Researchers are enthusiastic to take advantage of the recently commissioned NIF X-ray Spectrometer (NXS) for a variety of new time-resolved, high-resolution spectroscopic experiments on NIF.
The spectrometer will enable users to measure the x-ray energy emitted from high-temperature targets, which is critical to understanding the laser heating of the target; to measure emission from materials mixed into the highly compressed fuel of inertial confinement fusion (ICF) implosions, which lets users assess pollution that degrades implosion performance; and to measure the brightness of x-ray backlighters, which is critical for radiographing high-energy-density experiments.
The NXS, funded by the Defense Threat Reduction Agency (DTRA) and developed at the Laboratory for Laser Energetics (LLE) at the University of Rochester, is NIF’s first streaked x-ray spectrometer. The instrument consists of a housing that is attached to an ultrafast streak camera called a DISC and installed in a standard NIF diagnostic instrument manipulator (DIM).
“Streak” refers to the way the data are swept over the detector in the streak camera; a streaked spectrum is a spectrum that is resolved in both time and energy. With this technique the time history of the flux in individual x-ray lines can be monitored and studied.
The design and development of the performance requirements of the NXS was led by co-principal investigators Sean Regan of LLE and Kevin Fournier of LLNL. The NXS was engineered by Mark Bedzyk of LLE, with close coordination on design requirements with LLNL engineer Shannon Ayers and LLE engineer Milt Shoup. LLNL physicists Maria Alejandra Barrios, Fréderic Perez and Hui Chen took the lead in interfacing the spectrometer instrument with LLNL’s streak camera. Regan, Perez and LLNL’s Elijah Kemp led the effort to field the NXS at LLE’s OMEGA Laser Facility in April 2014 for calibration purposes before delivering the final hardware to NIF. Javier Jaquez, Mike Farrell and Abbas Nikroo of General Atomics developed several metal alloy coatings for the NXS calibration targets used on OMEGA and NIF. Chuck Sorce and Ray Bahr of LLE and Nick Whiting of LLNL orchestrated the complex NXS configuration changes efficiently and flawlessly during the calibration tests. Fournier and Barrios have since fielded the instrument on several NIF shots in order to demonstrate the instrument’s overall performance. Calvin Shipbaugh and Sarah Wilk managed the project for DTRA.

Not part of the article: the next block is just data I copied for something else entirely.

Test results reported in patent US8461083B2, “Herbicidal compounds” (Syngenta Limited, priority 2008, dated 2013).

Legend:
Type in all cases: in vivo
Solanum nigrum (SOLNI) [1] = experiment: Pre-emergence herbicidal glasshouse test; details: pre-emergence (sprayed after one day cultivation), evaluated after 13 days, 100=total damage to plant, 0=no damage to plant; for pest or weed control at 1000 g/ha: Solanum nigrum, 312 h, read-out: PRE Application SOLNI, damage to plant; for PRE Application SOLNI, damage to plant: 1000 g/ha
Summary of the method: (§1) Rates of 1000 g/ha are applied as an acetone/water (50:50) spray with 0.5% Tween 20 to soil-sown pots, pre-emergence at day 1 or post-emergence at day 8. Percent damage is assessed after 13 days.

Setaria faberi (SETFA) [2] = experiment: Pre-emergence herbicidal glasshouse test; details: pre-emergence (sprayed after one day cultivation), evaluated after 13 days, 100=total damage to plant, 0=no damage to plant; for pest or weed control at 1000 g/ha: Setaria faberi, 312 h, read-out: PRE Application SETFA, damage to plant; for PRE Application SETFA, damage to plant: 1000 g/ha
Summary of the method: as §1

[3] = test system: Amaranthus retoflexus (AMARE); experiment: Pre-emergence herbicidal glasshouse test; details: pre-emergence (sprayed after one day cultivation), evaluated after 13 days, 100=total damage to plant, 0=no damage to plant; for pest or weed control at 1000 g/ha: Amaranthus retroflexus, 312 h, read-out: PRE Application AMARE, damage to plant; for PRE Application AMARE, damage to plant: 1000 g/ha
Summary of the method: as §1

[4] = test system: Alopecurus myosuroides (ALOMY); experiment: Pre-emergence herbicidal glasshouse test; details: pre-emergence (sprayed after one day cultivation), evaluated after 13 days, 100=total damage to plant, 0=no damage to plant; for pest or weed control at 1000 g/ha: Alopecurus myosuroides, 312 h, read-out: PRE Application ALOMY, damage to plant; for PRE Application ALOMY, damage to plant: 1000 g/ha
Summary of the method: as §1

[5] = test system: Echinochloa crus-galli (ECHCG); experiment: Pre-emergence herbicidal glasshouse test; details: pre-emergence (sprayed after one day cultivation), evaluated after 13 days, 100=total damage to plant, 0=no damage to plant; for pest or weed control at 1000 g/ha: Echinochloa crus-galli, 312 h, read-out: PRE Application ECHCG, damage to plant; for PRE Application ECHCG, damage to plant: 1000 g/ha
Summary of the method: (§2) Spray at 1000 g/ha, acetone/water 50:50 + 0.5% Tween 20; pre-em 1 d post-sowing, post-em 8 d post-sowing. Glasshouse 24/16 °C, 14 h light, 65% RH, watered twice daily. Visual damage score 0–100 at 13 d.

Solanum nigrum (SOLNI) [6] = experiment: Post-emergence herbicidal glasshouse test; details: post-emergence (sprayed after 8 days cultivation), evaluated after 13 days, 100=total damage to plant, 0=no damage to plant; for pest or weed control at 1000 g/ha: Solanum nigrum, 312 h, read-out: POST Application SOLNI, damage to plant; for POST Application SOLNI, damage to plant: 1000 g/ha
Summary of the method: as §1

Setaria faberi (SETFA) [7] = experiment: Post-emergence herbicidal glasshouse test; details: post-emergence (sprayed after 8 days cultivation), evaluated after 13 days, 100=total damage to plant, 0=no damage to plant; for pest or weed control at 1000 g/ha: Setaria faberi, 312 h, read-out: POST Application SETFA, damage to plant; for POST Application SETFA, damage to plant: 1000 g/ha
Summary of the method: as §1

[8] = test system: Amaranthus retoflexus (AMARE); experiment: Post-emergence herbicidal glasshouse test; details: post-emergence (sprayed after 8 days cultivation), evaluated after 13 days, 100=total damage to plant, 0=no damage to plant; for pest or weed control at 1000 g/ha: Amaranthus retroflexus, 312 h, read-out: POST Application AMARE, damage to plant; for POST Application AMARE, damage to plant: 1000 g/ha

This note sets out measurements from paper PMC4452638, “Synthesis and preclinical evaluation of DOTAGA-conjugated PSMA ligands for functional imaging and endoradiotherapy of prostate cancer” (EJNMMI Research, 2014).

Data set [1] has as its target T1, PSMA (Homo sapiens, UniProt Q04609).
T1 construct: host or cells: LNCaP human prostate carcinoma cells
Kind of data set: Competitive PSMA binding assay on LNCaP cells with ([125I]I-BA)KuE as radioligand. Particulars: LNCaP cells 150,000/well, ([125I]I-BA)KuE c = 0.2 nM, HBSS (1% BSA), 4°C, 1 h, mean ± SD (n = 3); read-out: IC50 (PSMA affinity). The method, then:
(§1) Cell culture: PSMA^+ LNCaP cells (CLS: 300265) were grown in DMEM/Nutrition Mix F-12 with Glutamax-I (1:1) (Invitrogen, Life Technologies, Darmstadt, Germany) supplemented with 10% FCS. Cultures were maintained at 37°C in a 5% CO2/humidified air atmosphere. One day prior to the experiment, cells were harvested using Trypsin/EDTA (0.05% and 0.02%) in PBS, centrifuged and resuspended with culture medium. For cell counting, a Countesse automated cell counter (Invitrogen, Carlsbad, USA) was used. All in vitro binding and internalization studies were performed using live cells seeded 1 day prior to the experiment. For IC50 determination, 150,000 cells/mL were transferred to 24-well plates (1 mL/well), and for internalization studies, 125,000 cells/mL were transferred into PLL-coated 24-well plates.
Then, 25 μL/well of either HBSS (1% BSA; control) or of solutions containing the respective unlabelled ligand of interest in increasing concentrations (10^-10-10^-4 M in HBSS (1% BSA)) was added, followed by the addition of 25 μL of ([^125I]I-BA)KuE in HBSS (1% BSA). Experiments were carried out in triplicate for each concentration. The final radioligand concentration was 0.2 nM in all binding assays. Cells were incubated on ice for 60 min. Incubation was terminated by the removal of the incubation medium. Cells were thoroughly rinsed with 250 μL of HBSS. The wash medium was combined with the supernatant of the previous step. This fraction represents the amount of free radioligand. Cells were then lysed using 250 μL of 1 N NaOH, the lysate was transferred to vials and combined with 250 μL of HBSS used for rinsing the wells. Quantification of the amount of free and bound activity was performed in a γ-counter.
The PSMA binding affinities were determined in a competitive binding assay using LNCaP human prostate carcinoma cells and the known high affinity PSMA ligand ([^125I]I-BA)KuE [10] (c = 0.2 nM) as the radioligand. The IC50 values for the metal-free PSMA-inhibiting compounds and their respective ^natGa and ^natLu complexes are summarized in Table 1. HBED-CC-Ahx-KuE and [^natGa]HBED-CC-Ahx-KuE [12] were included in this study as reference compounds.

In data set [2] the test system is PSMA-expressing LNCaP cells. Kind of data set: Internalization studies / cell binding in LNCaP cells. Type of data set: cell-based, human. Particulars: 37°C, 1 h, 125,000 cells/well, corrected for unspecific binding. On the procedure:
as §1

The NXS measures time-resolved x-ray spectra in spectral regions ranging from 2,000 to 18,000 electron volts; ten discrete spectral “windows” are available via selectable configurations. It has a temporal resolution of about 100 picoseconds (trillionths of a second), and a spectral resolving power E/ΔE greater than 50. NXS complements NIF’s absolutely calibrated, time-integrated Super Snout II x-ray spectrometer.